For us there is a budget line for research. I think institutions really have to put research budget line in their budgets. Because if they don’t put it they are not likely to get it even though what we get in the budget line is very pittance but then we cannot say that. For example the federal government through Tertiary Education Trust Fund (TETFund) fund research in the universities. The problem we have with TETFund is that TETFund serves only tertiary institutions. We are quaternary institutions and we are research institute but we cannot access that fund and we think that is a weakness in the TETFUND Act and we feel that should be extended to research institutes so that we can also access fund from them. What we have been doing is to collaborate with universities and see if we can put proposals together for people in the institutes to be able to access TETFUND funds for research. So we have in the last two years created adjunct research professors or adjunct researchers. So we attract from the universities some of their researchers and lecturers to be adjunct researchers with us. We also approach some of the universities to employ some of our own top researchers as adjunct lecturers and that creates a milieu where they can have cross fertilization of ideas and put things together and ask for funding either from local funders or international funders.
As a research institute, have you made any discoveries?
Well we have made and we will continue to make. We really have in the last four years have made not may be discoveries but from some of our research findings really can be translated to use. The first one I can talk about is what we call a DNA Extraction Kit. Deoxy ribonucleic Acid (DNA)/genetic material is the real thing that represents the genome of the person and these days we talk about personalized medicine or precision medicine and this precision medicine cannot be done without the extraction of DNA and determining the genome of either the plant, the animal or whatever. We have recently produced 100 per cent made Nigerian kits that helps to extract DNA from the blood, from tissues, from plants and so on. We can use it to extract DNA, which can then be used for other things in research. Hitherto, DNA extraction kits are imported and they are very costly. But with the ones we have produced in NIMR, we did not have to import anything.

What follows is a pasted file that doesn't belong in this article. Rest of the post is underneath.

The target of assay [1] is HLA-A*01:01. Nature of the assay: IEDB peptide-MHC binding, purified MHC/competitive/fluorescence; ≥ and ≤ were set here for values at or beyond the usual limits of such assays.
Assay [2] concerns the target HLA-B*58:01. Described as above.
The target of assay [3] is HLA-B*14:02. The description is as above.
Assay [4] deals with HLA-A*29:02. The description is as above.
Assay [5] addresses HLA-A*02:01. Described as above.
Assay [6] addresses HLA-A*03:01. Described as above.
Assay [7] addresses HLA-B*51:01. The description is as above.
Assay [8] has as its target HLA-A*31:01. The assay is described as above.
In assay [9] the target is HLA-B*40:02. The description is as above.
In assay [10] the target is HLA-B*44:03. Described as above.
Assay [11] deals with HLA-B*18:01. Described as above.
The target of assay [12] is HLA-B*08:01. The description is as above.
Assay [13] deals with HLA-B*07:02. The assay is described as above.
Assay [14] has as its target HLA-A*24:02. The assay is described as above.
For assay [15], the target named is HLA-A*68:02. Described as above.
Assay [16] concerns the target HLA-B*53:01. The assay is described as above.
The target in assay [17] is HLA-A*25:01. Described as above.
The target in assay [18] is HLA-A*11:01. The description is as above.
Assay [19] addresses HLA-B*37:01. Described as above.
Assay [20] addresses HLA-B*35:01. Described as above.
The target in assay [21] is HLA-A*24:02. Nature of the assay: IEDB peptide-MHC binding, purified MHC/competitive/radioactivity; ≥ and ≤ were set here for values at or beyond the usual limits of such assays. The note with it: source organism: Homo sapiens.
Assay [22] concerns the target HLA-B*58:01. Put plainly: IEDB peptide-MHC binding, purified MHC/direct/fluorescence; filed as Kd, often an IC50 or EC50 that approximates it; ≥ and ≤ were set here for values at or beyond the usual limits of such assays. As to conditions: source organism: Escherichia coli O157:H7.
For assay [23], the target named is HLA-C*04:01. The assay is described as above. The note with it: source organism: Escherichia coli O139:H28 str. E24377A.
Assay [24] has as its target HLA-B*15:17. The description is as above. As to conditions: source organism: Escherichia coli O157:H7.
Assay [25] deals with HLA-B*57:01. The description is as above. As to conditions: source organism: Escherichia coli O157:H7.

Do you sell them or just for internal use?
We have been using it for our own research and other people have been coming in to use it. We are in the process of patenting it but we want to let people prove what we have said and that will give it more power so that we can then try to roll it out for public use.
Can it also be used for paternity determination?
Well for anything you have to first extract the DNA and so that kit is very useful and that was done by some of our researchers here. We also recently produced a machine for haemoglobin genotype. Again 100 per cent Nigerian made to make diagnosis of sickle cell disease and this is a disease that is very common among blacks and especially in Nigeria. It is one of the things causing morbidity, mortality, killing people and causing sickness among Nigerian population. We think that one of the ways we can contribute is to make easy access to diagnosis. To be cheap so that people can get screened easily even a primary care centre. We have produced this genotype machine, two of them, model one and two, and we have tested them against the one s from abroad and it works very well to it and we also produced our reagents for it within NIMR. So these ate two things that we have done that we feel that will contribute to the Nigerian health system and helps to improve the status of the health system in Nigeria. Our plan is to make sure that we get other people to use them and confirm our proof and claim and then we can get the report to the honourable minister.
How about herbal medicine?
Yes! We are also looking at herbal medicine use in Nigeria. We have created a centre for traditional, complimentary and alternative medicine. What we do is to work with herbal practitioners, to look at their claims and beyond that to assess the safety of their drugs and then help to assess efficacy so that we can guide the public and say, ‘this you can use, this one we don’t think you should use and this is working and this is not working’. And we can also provide the same information to the herbal people themselves so that they can refine their methods.